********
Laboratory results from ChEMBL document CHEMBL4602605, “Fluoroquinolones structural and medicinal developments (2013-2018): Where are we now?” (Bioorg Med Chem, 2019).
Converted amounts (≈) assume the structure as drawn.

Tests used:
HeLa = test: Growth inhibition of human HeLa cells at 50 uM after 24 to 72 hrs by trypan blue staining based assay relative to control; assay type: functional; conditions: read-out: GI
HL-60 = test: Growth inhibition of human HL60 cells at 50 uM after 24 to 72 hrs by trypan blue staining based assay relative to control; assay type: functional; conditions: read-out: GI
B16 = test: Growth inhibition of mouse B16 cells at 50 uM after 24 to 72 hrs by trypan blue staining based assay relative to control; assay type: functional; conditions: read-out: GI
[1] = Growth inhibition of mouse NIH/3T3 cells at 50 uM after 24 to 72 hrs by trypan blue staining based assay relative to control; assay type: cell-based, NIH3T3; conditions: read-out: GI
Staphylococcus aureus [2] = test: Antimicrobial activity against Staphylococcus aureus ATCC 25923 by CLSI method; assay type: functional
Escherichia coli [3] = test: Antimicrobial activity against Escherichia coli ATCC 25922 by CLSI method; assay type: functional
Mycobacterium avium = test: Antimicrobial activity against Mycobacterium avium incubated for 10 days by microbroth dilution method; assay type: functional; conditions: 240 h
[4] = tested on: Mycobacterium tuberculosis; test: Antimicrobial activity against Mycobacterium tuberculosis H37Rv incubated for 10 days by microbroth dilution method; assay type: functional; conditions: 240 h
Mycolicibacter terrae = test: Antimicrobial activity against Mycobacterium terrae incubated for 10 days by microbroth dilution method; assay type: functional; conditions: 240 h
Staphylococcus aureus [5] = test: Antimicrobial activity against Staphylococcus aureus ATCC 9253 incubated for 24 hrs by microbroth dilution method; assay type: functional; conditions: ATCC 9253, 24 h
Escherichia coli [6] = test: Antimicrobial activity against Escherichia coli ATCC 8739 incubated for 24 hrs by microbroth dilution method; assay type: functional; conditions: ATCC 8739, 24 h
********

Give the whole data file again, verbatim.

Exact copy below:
Laboratory results from ChEMBL document CHEMBL4602605, “Fluoroquinolones structural and medicinal developments (2013-2018): Where are we now?” (Bioorg Med Chem, 2019).
Converted amounts (≈) assume the structure as drawn.

Tests used:
HeLa = test: Growth inhibition of human HeLa cells at 50 uM after 24 to 72 hrs by trypan blue staining based assay relative to control; assay type: functional; conditions: read-out: GI
HL-60 = test: Growth inhibition of human HL60 cells at 50 uM after 24 to 72 hrs by trypan blue staining based assay relative to control; assay type: functional; conditions: read-out: GI
B16 = test: Growth inhibition of mouse B16 cells at 50 uM after 24 to 72 hrs by trypan blue staining based assay relative to control; assay type: functional; conditions: read-out: GI
[1] = Growth inhibition of mouse NIH/3T3 cells at 50 uM after 24 to 72 hrs by trypan blue staining based assay relative to control; assay type: cell-based, NIH3T3; conditions: read-out: GI
Staphylococcus aureus [2] = test: Antimicrobial activity against Staphylococcus aureus ATCC 25923 by CLSI method; assay type: functional
Escherichia coli [3] = test: Antimicrobial activity against Escherichia coli ATCC 25922 by CLSI method; assay type: functional
Mycobacterium avium = test: Antimicrobial activity against Mycobacterium avium incubated for 10 days by microbroth dilution method; assay type: functional; conditions: 240 h
[4] = tested on: Mycobacterium tuberculosis; test: Antimicrobial activity against Mycobacterium tuberculosis H37Rv incubated for 10 days by microbroth dilution method; assay type: functional; conditions: 240 h
Mycolicibacter terrae = test: Antimicrobial activity against Mycobacterium terrae incubated for 10 days by microbroth dilution method; assay type: functional; conditions: 240 h
Staphylococcus aureus [5] = test: Antimicrobial activity against Staphylococcus aureus ATCC 9253 incubated for 24 hrs by microbroth dilution method; assay type: functional; conditions: ATCC 9253, 24 h
Escherichia coli [6] = test: Antimicrobial activity against Escherichia coli ATCC 8739 incubated for 24 hrs by microbroth dilution method; assay type: functional; conditions: ATCC 8739, 24 h